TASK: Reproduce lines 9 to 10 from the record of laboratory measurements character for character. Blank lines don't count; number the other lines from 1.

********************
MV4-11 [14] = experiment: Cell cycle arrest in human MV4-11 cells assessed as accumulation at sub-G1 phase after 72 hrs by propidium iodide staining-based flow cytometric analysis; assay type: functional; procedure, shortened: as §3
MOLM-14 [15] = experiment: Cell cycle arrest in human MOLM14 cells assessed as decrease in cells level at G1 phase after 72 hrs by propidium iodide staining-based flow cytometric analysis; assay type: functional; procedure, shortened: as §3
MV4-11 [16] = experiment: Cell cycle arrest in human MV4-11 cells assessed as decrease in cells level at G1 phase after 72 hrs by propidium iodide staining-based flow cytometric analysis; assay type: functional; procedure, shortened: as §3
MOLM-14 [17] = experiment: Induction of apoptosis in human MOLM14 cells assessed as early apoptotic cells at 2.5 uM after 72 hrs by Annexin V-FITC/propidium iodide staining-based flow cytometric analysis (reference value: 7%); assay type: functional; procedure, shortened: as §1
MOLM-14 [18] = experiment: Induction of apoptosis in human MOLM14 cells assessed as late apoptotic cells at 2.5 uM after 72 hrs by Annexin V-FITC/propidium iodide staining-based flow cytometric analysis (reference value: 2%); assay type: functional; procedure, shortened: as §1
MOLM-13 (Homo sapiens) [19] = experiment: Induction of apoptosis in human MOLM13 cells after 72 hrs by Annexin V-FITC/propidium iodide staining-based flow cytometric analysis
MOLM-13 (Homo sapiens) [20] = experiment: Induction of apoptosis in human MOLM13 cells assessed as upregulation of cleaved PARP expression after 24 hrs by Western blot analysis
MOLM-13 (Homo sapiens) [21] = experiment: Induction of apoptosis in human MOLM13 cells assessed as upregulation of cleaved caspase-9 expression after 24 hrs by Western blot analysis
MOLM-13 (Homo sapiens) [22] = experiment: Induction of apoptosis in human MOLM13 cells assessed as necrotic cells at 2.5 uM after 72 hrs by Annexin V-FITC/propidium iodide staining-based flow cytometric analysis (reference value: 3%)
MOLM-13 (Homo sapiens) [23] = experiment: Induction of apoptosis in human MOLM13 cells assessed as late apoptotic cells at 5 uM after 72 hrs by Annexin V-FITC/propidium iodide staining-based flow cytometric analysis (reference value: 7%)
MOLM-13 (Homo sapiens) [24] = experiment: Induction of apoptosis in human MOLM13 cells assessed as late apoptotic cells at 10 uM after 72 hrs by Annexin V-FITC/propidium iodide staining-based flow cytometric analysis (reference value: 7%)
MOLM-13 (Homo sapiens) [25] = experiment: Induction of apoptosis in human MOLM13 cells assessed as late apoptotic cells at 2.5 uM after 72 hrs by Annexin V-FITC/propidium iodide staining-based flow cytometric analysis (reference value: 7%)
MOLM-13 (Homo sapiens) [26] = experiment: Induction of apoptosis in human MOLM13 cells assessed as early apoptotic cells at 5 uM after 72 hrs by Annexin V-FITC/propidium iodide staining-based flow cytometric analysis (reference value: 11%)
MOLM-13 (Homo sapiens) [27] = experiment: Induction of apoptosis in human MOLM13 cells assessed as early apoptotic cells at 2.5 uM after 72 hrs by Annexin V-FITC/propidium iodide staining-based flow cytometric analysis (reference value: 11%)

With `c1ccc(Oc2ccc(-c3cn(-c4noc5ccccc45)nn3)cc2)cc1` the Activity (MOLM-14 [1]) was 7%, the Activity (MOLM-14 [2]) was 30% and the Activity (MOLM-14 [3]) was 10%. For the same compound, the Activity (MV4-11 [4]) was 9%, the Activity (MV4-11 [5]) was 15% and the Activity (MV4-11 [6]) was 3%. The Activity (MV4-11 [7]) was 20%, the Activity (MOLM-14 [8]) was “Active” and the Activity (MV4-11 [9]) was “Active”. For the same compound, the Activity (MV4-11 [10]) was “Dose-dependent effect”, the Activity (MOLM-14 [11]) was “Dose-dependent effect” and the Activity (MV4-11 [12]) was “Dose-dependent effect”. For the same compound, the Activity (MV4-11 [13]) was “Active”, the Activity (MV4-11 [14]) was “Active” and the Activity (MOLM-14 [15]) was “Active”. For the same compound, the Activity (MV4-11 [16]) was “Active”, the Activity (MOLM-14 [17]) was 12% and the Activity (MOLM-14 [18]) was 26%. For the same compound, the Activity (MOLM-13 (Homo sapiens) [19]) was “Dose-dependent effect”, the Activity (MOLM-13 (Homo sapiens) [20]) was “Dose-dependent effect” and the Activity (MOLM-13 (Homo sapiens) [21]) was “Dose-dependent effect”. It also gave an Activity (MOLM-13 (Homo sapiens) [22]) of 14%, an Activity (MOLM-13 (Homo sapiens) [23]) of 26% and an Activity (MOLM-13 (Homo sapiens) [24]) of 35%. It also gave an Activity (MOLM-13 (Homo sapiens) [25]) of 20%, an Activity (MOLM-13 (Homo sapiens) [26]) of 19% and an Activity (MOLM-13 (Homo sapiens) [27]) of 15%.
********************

MOLM-13 (Homo sapiens) [22] = experiment: Induction of apoptosis in human MOLM13 cells assessed as necrotic cells at 2.5 uM after 72 hrs by Annexin V-FITC/propidium iodide staining-based flow cytometric analysis (reference value: 3%)
MOLM-13 (Homo sapiens) [23] = experiment: Induction of apoptosis in human MOLM13 cells assessed as late apoptotic cells at 5 uM after 72 hrs by Annexin V-FITC/propidium iodide staining-based flow cytometric analysis (reference value: 7%)